Sleep Murder butchers the truth, Iqaluit woman says
CTV movie a misuse of family story?
When Nipisha Bracken sat down in front of her computer to read, on the Nunatsiaq News Web site, about what a Halifax film company is doing with the brutal story of her mother’s death, she cried and cried and cried.
“I hadn’t even finished reading it and I was sobbing crazily. My husband and my son had to come console me while I was sitting at the computer. I hadn’t even finished reading it,” Bracken said in an interview last week.
Afterward, Bracken pulled herself together and got down to business. She phoned every relative in Nunavut she could find, and last weekend drove to Toronto from her home in London, Ont., to find a lawyer.
Her goal is to protest what she believes is a gross misuse of the story. “I’m just trying to see what I can do to prevent this from happening to other victims of violence,” Bracken said.
In the fall of 1986, an Iqaluit man named Jopie Atsiqtaq murdered Bracken’s brother, Pootoogoo Eyesiak, 21, and her mother, Oolayou Eyesiak, 51, using a kitchen knife.
Now, Big Motion Pictures of Halifax, in partnership with Shaftesbury Films of Toronto, is employing that story as the basis for a made-for-TV movie, partly shot in Iqaluit, called Sleep Murder.
The film, to be shown on the CTV network, is partly financed by a $750,000 grant from the Canadian Television Fund.
The star, Hollywood pinup boy Jason Priestley, is best known for his role in Beverly Hills 90210, a long-running prime-time soap opera.
In Sleep Murder, Priestley plays a Toronto lawyer sent to defend an Inuk man named Jimmy Tarniq, who stands accused in a brutal double-murder. Priestley develops a defence based on the idea that Tarniq, played by Natar Ungalaaq, killed his victims while sleepwalking, and is therefore not criminally responsible.
That is the same defence that Yellowknife lawyer John Bayly produced on behalf of Jopie Atsiqtaq – without success.
“Frankly, sleepwalking was the only defence that could have been mounted,” Bayly said in an interview this week. “There was some evidence that he suffered from a sleep disorder, but the jury didn’t buy that he was in a sleepwalking state – that’s fair – and they convicted him.”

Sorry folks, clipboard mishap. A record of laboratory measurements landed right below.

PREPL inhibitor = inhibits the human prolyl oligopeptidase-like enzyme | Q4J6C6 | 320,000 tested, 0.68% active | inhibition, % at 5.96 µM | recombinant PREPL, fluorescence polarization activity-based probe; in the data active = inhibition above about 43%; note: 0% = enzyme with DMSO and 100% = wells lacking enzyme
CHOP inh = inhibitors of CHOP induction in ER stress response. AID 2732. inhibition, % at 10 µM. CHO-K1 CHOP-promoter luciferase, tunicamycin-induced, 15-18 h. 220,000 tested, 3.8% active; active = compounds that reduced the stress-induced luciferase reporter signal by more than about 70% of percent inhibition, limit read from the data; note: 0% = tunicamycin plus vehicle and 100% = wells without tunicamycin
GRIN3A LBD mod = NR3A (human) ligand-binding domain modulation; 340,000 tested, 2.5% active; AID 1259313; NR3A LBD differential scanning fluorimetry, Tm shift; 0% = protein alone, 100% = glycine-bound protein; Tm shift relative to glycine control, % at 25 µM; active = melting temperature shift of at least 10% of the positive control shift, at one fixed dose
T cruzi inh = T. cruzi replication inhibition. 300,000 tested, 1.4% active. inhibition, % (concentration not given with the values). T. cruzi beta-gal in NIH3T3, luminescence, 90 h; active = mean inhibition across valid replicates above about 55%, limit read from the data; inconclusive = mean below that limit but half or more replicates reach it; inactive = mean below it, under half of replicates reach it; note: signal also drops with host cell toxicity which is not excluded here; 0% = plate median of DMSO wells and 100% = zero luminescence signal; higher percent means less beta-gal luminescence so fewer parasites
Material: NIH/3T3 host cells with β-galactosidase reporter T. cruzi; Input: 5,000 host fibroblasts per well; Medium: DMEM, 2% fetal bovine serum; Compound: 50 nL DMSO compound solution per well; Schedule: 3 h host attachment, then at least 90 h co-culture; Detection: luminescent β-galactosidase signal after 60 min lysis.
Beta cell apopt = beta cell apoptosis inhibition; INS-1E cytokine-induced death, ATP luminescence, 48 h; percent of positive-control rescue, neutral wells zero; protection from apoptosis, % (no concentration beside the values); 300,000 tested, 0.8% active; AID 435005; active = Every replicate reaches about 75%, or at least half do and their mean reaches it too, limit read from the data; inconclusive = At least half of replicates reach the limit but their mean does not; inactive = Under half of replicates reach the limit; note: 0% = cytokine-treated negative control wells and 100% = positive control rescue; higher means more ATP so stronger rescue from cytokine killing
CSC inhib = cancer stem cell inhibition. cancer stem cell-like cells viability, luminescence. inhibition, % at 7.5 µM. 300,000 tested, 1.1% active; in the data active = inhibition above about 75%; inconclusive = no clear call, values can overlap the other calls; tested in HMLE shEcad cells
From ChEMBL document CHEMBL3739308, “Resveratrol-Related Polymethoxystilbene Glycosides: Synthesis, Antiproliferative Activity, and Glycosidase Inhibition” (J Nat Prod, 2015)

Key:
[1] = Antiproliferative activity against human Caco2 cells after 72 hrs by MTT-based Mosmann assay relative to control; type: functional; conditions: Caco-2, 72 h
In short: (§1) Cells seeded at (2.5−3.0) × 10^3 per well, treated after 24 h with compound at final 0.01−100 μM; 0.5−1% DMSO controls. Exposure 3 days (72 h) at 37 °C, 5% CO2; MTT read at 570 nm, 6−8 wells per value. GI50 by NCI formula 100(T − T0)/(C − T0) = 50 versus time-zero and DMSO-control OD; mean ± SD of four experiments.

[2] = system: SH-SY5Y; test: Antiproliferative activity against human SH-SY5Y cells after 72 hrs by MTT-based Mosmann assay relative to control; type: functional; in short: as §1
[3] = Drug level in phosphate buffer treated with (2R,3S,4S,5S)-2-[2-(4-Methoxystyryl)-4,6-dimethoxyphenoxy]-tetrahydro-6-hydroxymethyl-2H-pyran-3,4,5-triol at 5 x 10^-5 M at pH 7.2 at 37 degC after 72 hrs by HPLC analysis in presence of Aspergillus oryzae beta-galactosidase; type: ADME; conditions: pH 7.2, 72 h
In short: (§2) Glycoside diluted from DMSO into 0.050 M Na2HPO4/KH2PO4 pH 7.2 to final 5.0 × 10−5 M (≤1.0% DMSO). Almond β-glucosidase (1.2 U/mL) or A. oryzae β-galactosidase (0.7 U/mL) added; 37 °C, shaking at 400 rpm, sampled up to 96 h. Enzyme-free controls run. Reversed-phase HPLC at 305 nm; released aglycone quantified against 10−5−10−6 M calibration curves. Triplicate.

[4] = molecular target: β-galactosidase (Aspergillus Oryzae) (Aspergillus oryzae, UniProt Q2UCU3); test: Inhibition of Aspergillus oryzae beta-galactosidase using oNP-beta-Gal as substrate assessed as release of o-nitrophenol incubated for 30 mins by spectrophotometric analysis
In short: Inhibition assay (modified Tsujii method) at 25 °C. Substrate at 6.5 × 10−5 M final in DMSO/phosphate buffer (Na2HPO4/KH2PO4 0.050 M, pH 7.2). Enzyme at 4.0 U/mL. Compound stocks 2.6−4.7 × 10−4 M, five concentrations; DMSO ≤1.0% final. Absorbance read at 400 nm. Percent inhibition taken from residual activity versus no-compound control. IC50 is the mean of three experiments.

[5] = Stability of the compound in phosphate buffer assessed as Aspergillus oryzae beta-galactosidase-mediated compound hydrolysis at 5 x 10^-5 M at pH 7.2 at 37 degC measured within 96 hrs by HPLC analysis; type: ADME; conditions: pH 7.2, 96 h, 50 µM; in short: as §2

Atsiqtaq, who has never been granted parole, still sits inside Drumheller federal penitentiary in Alberta, serving out a life sentence.
Bracken is outraged by the possibility the film could take the real-life story of a cold-blooded killer and transform it into a portrait of someone who is a misunderstood victim of the justice system.
“The concern that I have is that they are focusing it on a sleep disorder that the lawyer of Mr. Atsiqtaq used. It’s so sympathetic. They’re trying to make that person a hero, and it’s not right. How could anyone be a hero who did something so terrible to another human being?”
Bracken says it also represents the public exploitation of a private trauma that until now she has shared only with her family.
“This is not the United States where Hollywood has access to every story that is tragic to people. This is the Canadian North, this is Inuit history. Inuit have a hard enough time just surviving. Why should we be the victims of a stupid Hollywood movie as well?”
Bayly says he has no knowledge of how the story could have become known to a southern scriptwriter. It’s written by David Fraser, a Toronto playwright.
“Had they asked me, I would have declined to give them any more help, other than to say, this is the name of the case, and you are on your own to try and get material about it. My file belongs to my client, and I wouldn’t share it,” Bayly said.
Jopie Atsiqtaq and Pootoogoo Eyesiak, who worked together at the Frobisher Inn bar, celebrated Pootoogoo’s 21st birthday one evening in the fall of 1986, drinking beer and smoking dope.
No one, not even Atsiqtaq, has been able to explain why he did what he did next.
After waking up in Pootoogoo’s room, Atsiqtaq used a kitchen knife to inflict a savage attack on the man. Evidence admitted at the trial showed that Pootoogoo was still alive when Atsiqtaq disemboweled him.
Atsiqtaq then killed Pootoogoo’s mother, after finding her sleeping on a couch downstairs. Later, he took a taxi to the Snack restaurant, bought a gram of hash, walked to another friend’s house and smoked dope there until he fell asleep.
In the meantime, Bracken’s younger sister discovered the bodies. Like other family members, she received no counselling to help her deal with the trauma. In 1986, crime victims got short shrift from the justice system.
“She was 19. She should have been the one to have received help,” Bracken says. “There should have been some offers of counselling for each and every one of us, but there was none offered.”
The respectable, church-going Inuit of Iqaluit turned their backs on Bracken’s family too.
“Even some people from the religious side of town weren’t even interested in giving us counselling. We were very briefly counselled, perhaps 10 or 15 minutes, by the Anglican clergy. Our only supporters were relatives, and that’s all we had. It was very devastating for all of us.”
At the trial, Bayly brought Atsiqtaq into the witness box to give evidence. When asked, repeatedly, why he killed Oolayou and Pootoogoo, Atsiqtaq answered by saying that he just had an “urge to kill.”
Atsiqtaq was later charged with the brutal stabbing death of Mary Ann Birmingham, an Iqaluit teenager. But after a preliminary inquiry, a territorial court judge concluded there wasn’t enough evidence to justify sending him to trial. No one else has ever been charged with the crime.
Wayne Grigsby, the executive producer for Sleep Murder, did not return phone messages by press-time this week.